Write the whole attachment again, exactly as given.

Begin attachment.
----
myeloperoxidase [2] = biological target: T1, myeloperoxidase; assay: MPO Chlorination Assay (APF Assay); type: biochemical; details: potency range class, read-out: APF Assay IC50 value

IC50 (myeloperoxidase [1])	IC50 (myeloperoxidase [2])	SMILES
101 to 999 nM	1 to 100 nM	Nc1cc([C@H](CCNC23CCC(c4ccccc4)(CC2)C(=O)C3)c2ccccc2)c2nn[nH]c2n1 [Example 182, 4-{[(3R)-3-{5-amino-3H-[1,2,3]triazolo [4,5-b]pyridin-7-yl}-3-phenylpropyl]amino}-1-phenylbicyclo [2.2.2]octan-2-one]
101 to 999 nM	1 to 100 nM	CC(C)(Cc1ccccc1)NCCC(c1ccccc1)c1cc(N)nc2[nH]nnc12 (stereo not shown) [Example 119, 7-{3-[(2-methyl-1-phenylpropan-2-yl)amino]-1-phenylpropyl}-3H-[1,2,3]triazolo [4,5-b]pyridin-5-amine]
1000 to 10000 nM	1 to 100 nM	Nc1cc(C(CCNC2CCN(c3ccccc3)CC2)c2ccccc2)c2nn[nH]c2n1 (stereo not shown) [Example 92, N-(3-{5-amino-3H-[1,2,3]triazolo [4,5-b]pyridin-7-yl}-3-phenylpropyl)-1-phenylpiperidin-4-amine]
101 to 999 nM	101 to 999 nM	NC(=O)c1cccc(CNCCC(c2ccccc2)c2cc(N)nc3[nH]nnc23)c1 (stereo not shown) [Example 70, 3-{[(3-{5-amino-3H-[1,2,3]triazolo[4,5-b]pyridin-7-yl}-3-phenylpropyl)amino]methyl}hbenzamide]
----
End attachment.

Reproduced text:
myeloperoxidase [2] = biological target: T1, myeloperoxidase; assay: MPO Chlorination Assay (APF Assay); type: biochemical; details: potency range class, read-out: APF Assay IC50 value

IC50 (myeloperoxidase [1])	IC50 (myeloperoxidase [2])	SMILES
101 to 999 nM	1 to 100 nM	Nc1cc([C@H](CCNC23CCC(c4ccccc4)(CC2)C(=O)C3)c2ccccc2)c2nn[nH]c2n1 [Example 182, 4-{[(3R)-3-{5-amino-3H-[1,2,3]triazolo [4,5-b]pyridin-7-yl}-3-phenylpropyl]amino}-1-phenylbicyclo [2.2.2]octan-2-one]
101 to 999 nM	1 to 100 nM	CC(C)(Cc1ccccc1)NCCC(c1ccccc1)c1cc(N)nc2[nH]nnc12 (stereo not shown) [Example 119, 7-{3-[(2-methyl-1-phenylpropan-2-yl)amino]-1-phenylpropyl}-3H-[1,2,3]triazolo [4,5-b]pyridin-5-amine]
1000 to 10000 nM	1 to 100 nM	Nc1cc(C(CCNC2CCN(c3ccccc3)CC2)c2ccccc2)c2nn[nH]c2n1 (stereo not shown) [Example 92, N-(3-{5-amino-3H-[1,2,3]triazolo [4,5-b]pyridin-7-yl}-3-phenylpropyl)-1-phenylpiperidin-4-amine]
101 to 999 nM	101 to 999 nM	NC(=O)c1cccc(CNCCC(c2ccccc2)c2cc(N)nc3[nH]nnc23)c1 (stereo not shown) [Example 70, 3-{[(3-{5-amino-3H-[1,2,3]triazolo[4,5-b]pyridin-7-yl}-3-phenylpropyl)amino]methyl}hbenzamide]